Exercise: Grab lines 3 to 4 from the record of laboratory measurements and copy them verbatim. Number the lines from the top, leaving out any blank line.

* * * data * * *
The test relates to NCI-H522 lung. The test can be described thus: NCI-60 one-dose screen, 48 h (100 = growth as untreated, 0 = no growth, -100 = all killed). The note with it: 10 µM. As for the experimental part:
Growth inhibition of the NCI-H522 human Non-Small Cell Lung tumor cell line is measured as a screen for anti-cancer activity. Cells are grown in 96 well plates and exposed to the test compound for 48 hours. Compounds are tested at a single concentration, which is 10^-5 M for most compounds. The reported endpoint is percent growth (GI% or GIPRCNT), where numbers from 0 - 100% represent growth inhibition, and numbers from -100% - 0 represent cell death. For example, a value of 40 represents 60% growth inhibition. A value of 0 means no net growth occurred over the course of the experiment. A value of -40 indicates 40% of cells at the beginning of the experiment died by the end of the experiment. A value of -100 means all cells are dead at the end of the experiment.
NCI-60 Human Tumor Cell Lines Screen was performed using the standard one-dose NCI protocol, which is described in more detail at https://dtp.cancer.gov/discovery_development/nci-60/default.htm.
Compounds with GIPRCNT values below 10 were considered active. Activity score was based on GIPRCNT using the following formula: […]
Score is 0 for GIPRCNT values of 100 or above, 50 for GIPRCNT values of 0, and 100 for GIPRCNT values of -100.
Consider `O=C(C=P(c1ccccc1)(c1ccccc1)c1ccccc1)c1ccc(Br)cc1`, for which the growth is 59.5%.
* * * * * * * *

NCI-60 Human Tumor Cell Lines Screen was performed using the standard one-dose NCI protocol, which is described in more detail at https://dtp.cancer.gov/discovery_development/nci-60/default.htm.
Compounds with GIPRCNT values below 10 were considered active. Activity score was based on GIPRCNT using the following formula: […]